Quantcast

A community for students. Sign up today!

Here's the question you clicked on:

55 members online
  • 0 replying
  • 0 viewing

Waynex

  • one year ago

On the supplemental problems for pset 8, question 4A-4, it says the force field has a magnitude of k/r. The "expression" for this force field has the scalar multiplier k/r^2. I don't understand the reasoning for r to become r^2 when k stays the same.

  • This Question is Closed
  1. Waynex
    • one year ago
    Best Response
    You've already chosen the best response.
    Medals 0

    <-y,x> has a magnitude of: \[y ^{2}+x ^{2}.\] And that magnitude is an equation for a circle. So we can represent that magnitude by \[r ^{2}.\] In order to scale that magnitude to the required magnitude of:\[\frac{ 1 }{ r },\] we need to multiply the vector <-y,x> by \[\frac{ 1 }{ r ^{2} }.\]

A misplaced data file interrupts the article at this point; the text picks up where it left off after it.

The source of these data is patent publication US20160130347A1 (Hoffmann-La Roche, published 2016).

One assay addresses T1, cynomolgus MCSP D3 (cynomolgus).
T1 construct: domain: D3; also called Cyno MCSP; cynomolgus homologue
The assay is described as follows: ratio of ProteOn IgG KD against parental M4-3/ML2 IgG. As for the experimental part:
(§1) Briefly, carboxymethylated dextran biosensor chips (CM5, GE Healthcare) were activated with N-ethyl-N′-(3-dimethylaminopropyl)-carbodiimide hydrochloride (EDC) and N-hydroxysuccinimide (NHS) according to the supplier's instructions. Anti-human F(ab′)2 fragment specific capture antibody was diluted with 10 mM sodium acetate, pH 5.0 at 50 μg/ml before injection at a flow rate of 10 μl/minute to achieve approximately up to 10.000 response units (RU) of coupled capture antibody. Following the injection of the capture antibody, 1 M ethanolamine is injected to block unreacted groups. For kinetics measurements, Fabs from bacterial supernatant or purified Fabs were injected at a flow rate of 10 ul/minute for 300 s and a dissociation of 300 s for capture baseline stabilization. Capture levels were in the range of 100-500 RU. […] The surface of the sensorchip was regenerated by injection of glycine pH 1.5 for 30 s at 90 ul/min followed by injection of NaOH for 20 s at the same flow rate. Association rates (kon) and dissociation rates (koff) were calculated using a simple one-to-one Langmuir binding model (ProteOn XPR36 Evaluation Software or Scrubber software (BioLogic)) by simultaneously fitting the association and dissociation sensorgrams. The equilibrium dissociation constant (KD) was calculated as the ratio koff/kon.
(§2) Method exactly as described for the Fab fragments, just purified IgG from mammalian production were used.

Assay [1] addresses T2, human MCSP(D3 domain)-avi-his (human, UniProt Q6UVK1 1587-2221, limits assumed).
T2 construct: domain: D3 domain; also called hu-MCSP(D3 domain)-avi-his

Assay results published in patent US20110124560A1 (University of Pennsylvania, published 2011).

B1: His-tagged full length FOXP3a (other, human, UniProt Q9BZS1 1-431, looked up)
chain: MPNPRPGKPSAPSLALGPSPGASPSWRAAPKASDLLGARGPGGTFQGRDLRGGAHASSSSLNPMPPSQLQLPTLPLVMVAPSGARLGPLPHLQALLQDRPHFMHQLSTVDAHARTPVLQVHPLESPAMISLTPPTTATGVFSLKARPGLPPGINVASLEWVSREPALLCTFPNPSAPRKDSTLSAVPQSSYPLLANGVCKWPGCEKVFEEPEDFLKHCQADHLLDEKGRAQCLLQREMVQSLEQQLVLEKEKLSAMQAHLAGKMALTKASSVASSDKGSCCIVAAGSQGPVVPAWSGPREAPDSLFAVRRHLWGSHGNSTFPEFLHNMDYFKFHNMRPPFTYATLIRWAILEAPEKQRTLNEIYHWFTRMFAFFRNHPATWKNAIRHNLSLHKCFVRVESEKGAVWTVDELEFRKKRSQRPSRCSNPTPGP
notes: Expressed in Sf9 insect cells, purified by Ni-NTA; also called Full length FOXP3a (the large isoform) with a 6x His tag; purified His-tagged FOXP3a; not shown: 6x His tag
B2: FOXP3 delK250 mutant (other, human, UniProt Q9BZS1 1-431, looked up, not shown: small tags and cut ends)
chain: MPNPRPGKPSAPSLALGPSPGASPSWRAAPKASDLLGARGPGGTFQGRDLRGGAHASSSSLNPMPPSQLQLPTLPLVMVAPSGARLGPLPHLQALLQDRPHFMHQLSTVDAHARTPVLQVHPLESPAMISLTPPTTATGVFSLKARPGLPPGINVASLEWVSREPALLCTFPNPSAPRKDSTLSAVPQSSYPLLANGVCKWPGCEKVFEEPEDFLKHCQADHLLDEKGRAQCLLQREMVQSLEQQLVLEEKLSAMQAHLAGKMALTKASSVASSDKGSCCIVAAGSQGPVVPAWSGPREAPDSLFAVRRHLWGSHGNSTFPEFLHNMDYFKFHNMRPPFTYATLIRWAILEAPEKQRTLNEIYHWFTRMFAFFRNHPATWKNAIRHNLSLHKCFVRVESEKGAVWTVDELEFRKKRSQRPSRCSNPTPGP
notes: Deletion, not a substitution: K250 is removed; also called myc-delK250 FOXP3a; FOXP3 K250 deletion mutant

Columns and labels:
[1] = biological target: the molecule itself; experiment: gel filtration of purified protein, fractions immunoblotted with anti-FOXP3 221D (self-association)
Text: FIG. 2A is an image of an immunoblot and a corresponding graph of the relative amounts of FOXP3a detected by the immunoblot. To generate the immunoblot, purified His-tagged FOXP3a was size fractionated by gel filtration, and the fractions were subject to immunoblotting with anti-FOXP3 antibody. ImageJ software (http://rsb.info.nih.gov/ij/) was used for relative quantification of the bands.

2. Not the answer you are looking for?
    Search for more explanations.

    • Attachments:

Ask your own question

Ask a Question
Find more explanations on OpenStudy

Your question is ready. Sign up for free to start getting answers.

spraguer (Moderator)
5 → View Detailed Profile

is replying to Can someone tell me what button the professor is hitting...

23

  • Teamwork 19 Teammate
  • Problem Solving 19 Hero
  • You have blocked this person.
  • ✔ You're a fan Checking fan status...

Thanks for being so helpful in mathematics. If you are getting quality help, make sure you spread the word about OpenStudy.

This is the testimonial you wrote.
You haven't written a testimonial for Owlfred.